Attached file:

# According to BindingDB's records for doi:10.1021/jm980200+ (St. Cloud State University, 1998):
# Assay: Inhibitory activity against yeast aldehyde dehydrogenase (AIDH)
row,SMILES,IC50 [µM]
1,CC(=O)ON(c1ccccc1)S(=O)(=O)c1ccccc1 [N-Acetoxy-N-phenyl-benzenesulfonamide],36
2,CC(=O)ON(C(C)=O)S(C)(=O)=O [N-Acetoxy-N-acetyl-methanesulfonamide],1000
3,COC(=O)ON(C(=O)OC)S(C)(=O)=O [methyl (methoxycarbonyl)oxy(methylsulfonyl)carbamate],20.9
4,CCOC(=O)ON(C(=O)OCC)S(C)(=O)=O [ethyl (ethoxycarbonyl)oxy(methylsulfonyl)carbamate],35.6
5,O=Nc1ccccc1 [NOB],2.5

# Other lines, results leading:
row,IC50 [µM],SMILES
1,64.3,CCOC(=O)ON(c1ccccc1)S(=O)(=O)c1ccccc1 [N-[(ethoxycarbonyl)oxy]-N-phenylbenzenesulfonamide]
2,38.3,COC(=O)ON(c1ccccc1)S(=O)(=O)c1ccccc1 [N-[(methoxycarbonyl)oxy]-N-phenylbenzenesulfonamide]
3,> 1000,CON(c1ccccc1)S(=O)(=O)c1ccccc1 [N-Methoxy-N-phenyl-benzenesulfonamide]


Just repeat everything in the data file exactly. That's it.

# According to BindingDB's records for doi:10.1021/jm980200+ (St. Cloud State University, 1998):
# Assay: Inhibitory activity against yeast aldehyde dehydrogenase (AIDH)
row,SMILES,IC50 [µM]
1,CC(=O)ON(c1ccccc1)S(=O)(=O)c1ccccc1 [N-Acetoxy-N-phenyl-benzenesulfonamide],36
2,CC(=O)ON(C(C)=O)S(C)(=O)=O [N-Acetoxy-N-acetyl-methanesulfonamide],1000
3,COC(=O)ON(C(=O)OC)S(C)(=O)=O [methyl (methoxycarbonyl)oxy(methylsulfonyl)carbamate],20.9
4,CCOC(=O)ON(C(=O)OCC)S(C)(=O)=O [ethyl (ethoxycarbonyl)oxy(methylsulfonyl)carbamate],35.6
5,O=Nc1ccccc1 [NOB],2.5

# Other lines, results leading:
row,IC50 [µM],SMILES
1,64.3,CCOC(=O)ON(c1ccccc1)S(=O)(=O)c1ccccc1 [N-[(ethoxycarbonyl)oxy]-N-phenylbenzenesulfonamide]
2,38.3,COC(=O)ON(c1ccccc1)S(=O)(=O)c1ccccc1 [N-[(methoxycarbonyl)oxy]-N-phenylbenzenesulfonamide]
3,> 1000,CON(c1ccccc1)S(=O)(=O)c1ccccc1 [N-Methoxy-N-phenyl-benzenesulfonamide]